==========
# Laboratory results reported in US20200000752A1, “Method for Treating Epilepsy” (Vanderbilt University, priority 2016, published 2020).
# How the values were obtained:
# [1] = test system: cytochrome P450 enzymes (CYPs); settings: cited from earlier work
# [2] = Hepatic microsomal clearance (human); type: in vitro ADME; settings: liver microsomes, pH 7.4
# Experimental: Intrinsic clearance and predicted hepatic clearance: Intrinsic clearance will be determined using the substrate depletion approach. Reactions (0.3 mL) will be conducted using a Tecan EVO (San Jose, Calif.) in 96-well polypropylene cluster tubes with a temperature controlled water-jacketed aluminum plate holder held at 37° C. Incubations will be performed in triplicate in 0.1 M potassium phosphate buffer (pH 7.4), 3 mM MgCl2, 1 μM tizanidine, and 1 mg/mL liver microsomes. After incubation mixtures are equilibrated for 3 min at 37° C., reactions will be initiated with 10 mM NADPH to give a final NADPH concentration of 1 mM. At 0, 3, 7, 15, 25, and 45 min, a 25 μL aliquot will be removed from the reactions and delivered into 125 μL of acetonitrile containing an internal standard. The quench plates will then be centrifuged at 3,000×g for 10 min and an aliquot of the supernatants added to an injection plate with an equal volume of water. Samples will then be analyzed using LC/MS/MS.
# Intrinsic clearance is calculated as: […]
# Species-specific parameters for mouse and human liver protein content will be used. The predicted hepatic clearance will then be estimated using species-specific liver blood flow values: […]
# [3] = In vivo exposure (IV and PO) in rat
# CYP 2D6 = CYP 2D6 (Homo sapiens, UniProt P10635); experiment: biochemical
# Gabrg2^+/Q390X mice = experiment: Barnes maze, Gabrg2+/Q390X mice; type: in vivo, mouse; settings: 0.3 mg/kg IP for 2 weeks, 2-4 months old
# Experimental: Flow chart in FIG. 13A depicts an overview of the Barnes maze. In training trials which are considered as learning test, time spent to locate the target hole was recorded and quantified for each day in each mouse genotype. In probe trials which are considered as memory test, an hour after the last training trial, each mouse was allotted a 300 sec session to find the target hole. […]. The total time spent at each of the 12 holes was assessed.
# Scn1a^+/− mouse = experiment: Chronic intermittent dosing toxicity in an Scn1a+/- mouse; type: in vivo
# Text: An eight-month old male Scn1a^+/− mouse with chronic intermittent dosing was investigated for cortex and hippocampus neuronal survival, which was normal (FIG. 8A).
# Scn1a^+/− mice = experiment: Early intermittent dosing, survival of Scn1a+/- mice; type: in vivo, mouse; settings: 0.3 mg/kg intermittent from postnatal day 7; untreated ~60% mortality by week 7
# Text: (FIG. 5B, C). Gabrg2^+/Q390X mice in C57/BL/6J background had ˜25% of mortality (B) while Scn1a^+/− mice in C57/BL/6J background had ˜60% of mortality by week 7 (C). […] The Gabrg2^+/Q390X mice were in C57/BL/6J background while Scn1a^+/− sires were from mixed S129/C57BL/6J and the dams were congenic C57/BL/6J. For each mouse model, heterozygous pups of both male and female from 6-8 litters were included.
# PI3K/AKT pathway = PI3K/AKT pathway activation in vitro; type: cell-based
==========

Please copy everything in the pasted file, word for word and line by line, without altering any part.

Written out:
# Laboratory results reported in US20200000752A1, “Method for Treating Epilepsy” (Vanderbilt University, priority 2016, published 2020).
# How the values were obtained:
# [1] = test system: cytochrome P450 enzymes (CYPs); settings: cited from earlier work
# [2] = Hepatic microsomal clearance (human); type: in vitro ADME; settings: liver microsomes, pH 7.4
# Experimental: Intrinsic clearance and predicted hepatic clearance: Intrinsic clearance will be determined using the substrate depletion approach. Reactions (0.3 mL) will be conducted using a Tecan EVO (San Jose, Calif.) in 96-well polypropylene cluster tubes with a temperature controlled water-jacketed aluminum plate holder held at 37° C. Incubations will be performed in triplicate in 0.1 M potassium phosphate buffer (pH 7.4), 3 mM MgCl2, 1 μM tizanidine, and 1 mg/mL liver microsomes. After incubation mixtures are equilibrated for 3 min at 37° C., reactions will be initiated with 10 mM NADPH to give a final NADPH concentration of 1 mM. At 0, 3, 7, 15, 25, and 45 min, a 25 μL aliquot will be removed from the reactions and delivered into 125 μL of acetonitrile containing an internal standard. The quench plates will then be centrifuged at 3,000×g for 10 min and an aliquot of the supernatants added to an injection plate with an equal volume of water. Samples will then be analyzed using LC/MS/MS.
# Intrinsic clearance is calculated as: […]
# Species-specific parameters for mouse and human liver protein content will be used. The predicted hepatic clearance will then be estimated using species-specific liver blood flow values: […]
# [3] = In vivo exposure (IV and PO) in rat
# CYP 2D6 = CYP 2D6 (Homo sapiens, UniProt P10635); experiment: biochemical
# Gabrg2^+/Q390X mice = experiment: Barnes maze, Gabrg2+/Q390X mice; type: in vivo, mouse; settings: 0.3 mg/kg IP for 2 weeks, 2-4 months old
# Experimental: Flow chart in FIG. 13A depicts an overview of the Barnes maze. In training trials which are considered as learning test, time spent to locate the target hole was recorded and quantified for each day in each mouse genotype. In probe trials which are considered as memory test, an hour after the last training trial, each mouse was allotted a 300 sec session to find the target hole. […]. The total time spent at each of the 12 holes was assessed.
# Scn1a^+/− mouse = experiment: Chronic intermittent dosing toxicity in an Scn1a+/- mouse; type: in vivo
# Text: An eight-month old male Scn1a^+/− mouse with chronic intermittent dosing was investigated for cortex and hippocampus neuronal survival, which was normal (FIG. 8A).
# Scn1a^+/− mice = experiment: Early intermittent dosing, survival of Scn1a+/- mice; type: in vivo, mouse; settings: 0.3 mg/kg intermittent from postnatal day 7; untreated ~60% mortality by week 7
# Text: (FIG. 5B, C). Gabrg2^+/Q390X mice in C57/BL/6J background had ˜25% of mortality (B) while Scn1a^+/− mice in C57/BL/6J background had ˜60% of mortality by week 7 (C). […] The Gabrg2^+/Q390X mice were in C57/BL/6J background while Scn1a^+/− sires were from mixed S129/C57BL/6J and the dams were congenic C57/BL/6J. For each mouse model, heterozygous pups of both male and female from 6-8 litters were included.
# PI3K/AKT pathway = PI3K/AKT pathway activation in vitro; type: cell-based